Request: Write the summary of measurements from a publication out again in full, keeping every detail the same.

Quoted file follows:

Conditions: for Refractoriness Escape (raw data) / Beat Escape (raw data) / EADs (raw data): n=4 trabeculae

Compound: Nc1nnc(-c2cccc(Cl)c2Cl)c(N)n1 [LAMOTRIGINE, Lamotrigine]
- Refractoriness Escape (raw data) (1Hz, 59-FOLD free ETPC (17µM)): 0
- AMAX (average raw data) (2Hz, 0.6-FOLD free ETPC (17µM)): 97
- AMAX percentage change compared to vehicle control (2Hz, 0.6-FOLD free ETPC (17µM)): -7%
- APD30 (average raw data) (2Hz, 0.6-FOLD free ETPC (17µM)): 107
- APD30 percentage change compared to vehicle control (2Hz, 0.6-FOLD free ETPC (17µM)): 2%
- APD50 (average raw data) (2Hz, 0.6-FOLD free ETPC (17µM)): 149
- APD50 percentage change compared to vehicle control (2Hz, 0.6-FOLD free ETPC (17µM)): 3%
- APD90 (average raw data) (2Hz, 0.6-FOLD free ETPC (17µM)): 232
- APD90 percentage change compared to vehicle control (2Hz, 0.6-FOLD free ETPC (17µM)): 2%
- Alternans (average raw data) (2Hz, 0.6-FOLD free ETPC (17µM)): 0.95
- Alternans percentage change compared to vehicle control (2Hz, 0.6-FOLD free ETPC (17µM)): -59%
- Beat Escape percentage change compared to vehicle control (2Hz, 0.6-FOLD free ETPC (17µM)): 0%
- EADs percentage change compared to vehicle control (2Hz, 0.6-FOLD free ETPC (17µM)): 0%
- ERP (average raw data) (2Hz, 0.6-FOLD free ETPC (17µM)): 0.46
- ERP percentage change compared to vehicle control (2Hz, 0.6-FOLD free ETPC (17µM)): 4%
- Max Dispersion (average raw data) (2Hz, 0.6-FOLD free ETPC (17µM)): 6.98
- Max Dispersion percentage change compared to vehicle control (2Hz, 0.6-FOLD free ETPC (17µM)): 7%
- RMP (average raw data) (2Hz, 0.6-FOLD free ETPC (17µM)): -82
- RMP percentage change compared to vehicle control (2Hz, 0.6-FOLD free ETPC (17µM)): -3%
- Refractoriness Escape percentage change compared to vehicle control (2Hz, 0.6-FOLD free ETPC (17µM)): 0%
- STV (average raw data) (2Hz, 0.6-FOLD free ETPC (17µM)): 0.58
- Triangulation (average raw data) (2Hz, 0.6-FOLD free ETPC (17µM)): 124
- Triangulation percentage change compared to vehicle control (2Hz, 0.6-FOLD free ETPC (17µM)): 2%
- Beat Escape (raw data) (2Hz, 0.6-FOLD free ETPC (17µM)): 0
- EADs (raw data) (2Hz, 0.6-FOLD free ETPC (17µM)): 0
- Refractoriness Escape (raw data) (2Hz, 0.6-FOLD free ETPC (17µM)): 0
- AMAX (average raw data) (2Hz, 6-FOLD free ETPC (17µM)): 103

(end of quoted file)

Conditions: for Refractoriness Escape (raw data) / Beat Escape (raw data) / EADs (raw data): n=4 trabeculae

Compound: Nc1nnc(-c2cccc(Cl)c2Cl)c(N)n1 [LAMOTRIGINE, Lamotrigine]
- Refractoriness Escape (raw data) (1Hz, 59-FOLD free ETPC (17µM)): 0
- AMAX (average raw data) (2Hz, 0.6-FOLD free ETPC (17µM)): 97
- AMAX percentage change compared to vehicle control (2Hz, 0.6-FOLD free ETPC (17µM)): -7%
- APD30 (average raw data) (2Hz, 0.6-FOLD free ETPC (17µM)): 107
- APD30 percentage change compared to vehicle control (2Hz, 0.6-FOLD free ETPC (17µM)): 2%
- APD50 (average raw data) (2Hz, 0.6-FOLD free ETPC (17µM)): 149
- APD50 percentage change compared to vehicle control (2Hz, 0.6-FOLD free ETPC (17µM)): 3%
- APD90 (average raw data) (2Hz, 0.6-FOLD free ETPC (17µM)): 232
- APD90 percentage change compared to vehicle control (2Hz, 0.6-FOLD free ETPC (17µM)): 2%
- Alternans (average raw data) (2Hz, 0.6-FOLD free ETPC (17µM)): 0.95
- Alternans percentage change compared to vehicle control (2Hz, 0.6-FOLD free ETPC (17µM)): -59%
- Beat Escape percentage change compared to vehicle control (2Hz, 0.6-FOLD free ETPC (17µM)): 0%
- EADs percentage change compared to vehicle control (2Hz, 0.6-FOLD free ETPC (17µM)): 0%
- ERP (average raw data) (2Hz, 0.6-FOLD free ETPC (17µM)): 0.46
- ERP percentage change compared to vehicle control (2Hz, 0.6-FOLD free ETPC (17µM)): 4%
- Max Dispersion (average raw data) (2Hz, 0.6-FOLD free ETPC (17µM)): 6.98
- Max Dispersion percentage change compared to vehicle control (2Hz, 0.6-FOLD free ETPC (17µM)): 7%
- RMP (average raw data) (2Hz, 0.6-FOLD free ETPC (17µM)): -82
- RMP percentage change compared to vehicle control (2Hz, 0.6-FOLD free ETPC (17µM)): -3%
- Refractoriness Escape percentage change compared to vehicle control (2Hz, 0.6-FOLD free ETPC (17µM)): 0%
- STV (average raw data) (2Hz, 0.6-FOLD free ETPC (17µM)): 0.58
- Triangulation (average raw data) (2Hz, 0.6-FOLD free ETPC (17µM)): 124
- Triangulation percentage change compared to vehicle control (2Hz, 0.6-FOLD free ETPC (17µM)): 2%
- Beat Escape (raw data) (2Hz, 0.6-FOLD free ETPC (17µM)): 0
- EADs (raw data) (2Hz, 0.6-FOLD free ETPC (17µM)): 0
- Refractoriness Escape (raw data) (2Hz, 0.6-FOLD free ETPC (17µM)): 0
- AMAX (average raw data) (2Hz, 6-FOLD free ETPC (17µM)): 103